5. Stay informed and act accordingly
Throughout the bushfire season, the Bureau of Meteorology (BoM) consults with state fire authorities Australia-wide, publishing danger ratings designed to inform the community of potential fire hazards each day in their local area. This is something available to check throughout the summer. The system consists of two metrics:
Fire Danger Rating (FDR)
This rates the prediction of fire behaviour, including how hard it would be to extinguish a fire once it starts.
The rating provides information on the type of bushfire that could be experienced on that day, including the type of threat it presents to life and property (on a scale from Low-Moderate to Code Red).
Fire Danger Index (FDI)
This metric measures the likelihood of a fire starting. It incorporates factors such as the dryness of vegetation, temperature, wind speed, and the probability of certain weather conditions such as lightning.
Regardless of whether the strata property is in, or on the outskirts of an ‘at-risk area’, this index is important to ensure your clients:
- Understand the different types of fire ratings,
- Regularly check with their local fire authority for updates, and
- Are prepared to evacuate in the event of an emergency.
Further information regarding FDRs can be obtained by visiting the website of each state’s relevant fire authority, as per the list on this page.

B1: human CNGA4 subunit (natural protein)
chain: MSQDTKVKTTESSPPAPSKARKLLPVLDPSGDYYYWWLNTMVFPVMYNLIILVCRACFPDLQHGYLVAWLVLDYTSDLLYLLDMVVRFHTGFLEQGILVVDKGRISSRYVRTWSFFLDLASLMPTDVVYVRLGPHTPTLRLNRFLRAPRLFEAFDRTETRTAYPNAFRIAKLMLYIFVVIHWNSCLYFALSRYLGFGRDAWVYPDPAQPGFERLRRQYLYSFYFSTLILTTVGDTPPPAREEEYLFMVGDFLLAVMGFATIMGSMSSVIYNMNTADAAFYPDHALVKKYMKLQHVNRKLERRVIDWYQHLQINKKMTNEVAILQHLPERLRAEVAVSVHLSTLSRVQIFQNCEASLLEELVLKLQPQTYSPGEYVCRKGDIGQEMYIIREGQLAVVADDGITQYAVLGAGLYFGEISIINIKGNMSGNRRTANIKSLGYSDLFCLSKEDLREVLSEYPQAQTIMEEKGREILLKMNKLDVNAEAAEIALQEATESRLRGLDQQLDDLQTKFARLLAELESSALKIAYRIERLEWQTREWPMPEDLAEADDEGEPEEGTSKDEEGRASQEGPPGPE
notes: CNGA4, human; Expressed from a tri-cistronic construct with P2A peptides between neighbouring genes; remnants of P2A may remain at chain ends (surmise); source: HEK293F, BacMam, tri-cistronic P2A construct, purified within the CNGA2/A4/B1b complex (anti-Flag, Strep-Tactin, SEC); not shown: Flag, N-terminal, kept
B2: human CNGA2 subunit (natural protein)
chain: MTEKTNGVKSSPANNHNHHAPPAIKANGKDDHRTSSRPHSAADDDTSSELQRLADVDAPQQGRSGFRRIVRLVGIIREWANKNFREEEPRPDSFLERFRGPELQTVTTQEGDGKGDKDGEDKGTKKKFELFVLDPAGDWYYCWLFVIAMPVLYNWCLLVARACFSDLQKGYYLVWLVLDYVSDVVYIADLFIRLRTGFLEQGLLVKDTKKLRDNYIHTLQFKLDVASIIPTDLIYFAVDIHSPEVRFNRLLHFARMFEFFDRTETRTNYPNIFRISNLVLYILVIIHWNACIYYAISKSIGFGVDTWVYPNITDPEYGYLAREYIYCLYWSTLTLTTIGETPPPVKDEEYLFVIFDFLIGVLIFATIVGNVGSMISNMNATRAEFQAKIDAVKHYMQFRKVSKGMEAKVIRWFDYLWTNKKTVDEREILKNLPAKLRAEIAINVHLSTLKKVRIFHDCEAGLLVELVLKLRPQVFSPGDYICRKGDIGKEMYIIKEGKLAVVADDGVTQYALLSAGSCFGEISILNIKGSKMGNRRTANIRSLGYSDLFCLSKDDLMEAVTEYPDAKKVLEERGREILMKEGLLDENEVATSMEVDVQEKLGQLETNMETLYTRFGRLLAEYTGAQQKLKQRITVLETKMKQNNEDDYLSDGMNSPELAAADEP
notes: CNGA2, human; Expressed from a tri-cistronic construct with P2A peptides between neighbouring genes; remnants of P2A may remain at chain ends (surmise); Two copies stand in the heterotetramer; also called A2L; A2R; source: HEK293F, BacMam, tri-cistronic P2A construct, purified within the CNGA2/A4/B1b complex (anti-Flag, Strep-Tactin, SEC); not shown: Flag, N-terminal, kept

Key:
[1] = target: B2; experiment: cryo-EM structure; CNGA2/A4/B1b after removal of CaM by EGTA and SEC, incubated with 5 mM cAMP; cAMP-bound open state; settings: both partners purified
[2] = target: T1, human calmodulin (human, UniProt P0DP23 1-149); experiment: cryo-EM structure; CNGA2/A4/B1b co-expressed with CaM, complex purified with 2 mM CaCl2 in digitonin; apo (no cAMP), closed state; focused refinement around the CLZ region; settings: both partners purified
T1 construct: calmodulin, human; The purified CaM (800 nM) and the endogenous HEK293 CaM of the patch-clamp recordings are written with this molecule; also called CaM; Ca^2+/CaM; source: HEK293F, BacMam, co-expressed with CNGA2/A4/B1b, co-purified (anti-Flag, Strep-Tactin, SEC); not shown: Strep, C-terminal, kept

Radio, Social Media and Emergency SMS
A local ABC AM or designated emergency radio station can provide key information for residents regarding bushfires and areas under threat. Twitter feeds and other social media updates are equally as helpful in relaying information during a bushfire.
Take note of the following mobile number – 0444 444 444. Emergency Alert Australia can send out state-wide or area-specific texts alerting affected residents to impending fire threats, the appropriate action to take, as well as a telephone number and website where residents can obtain more information.
Further information on property preparation for the bushfire season is available by visiting the relevant local authority’s website listed below.
Australia-wide Metro & Country Fire Authorities
Click the relevant link to be taken through to their website.
ACT metro: click here
ACT rural: click here
NSW metro: click here
NSW rural: click here
NT entire state: click here
QLD metro: click here
QLD rural: click here
TAS entire state: click here
VIC metro: click here
VIC rural: click here
WA entire state: click here
For advice regarding the adequacy of your clients’ Strata Insurance cover, please contact Resolute Property Protect:
Ph. 1300 668 033
This insight article is not intended to be personal advice and you should not rely on it as a substitute for any form of personal advice. Please contact Resolute Property Protect ABN 53 157 850 827 Licence Number: 425 966 for further information, or refer to our website.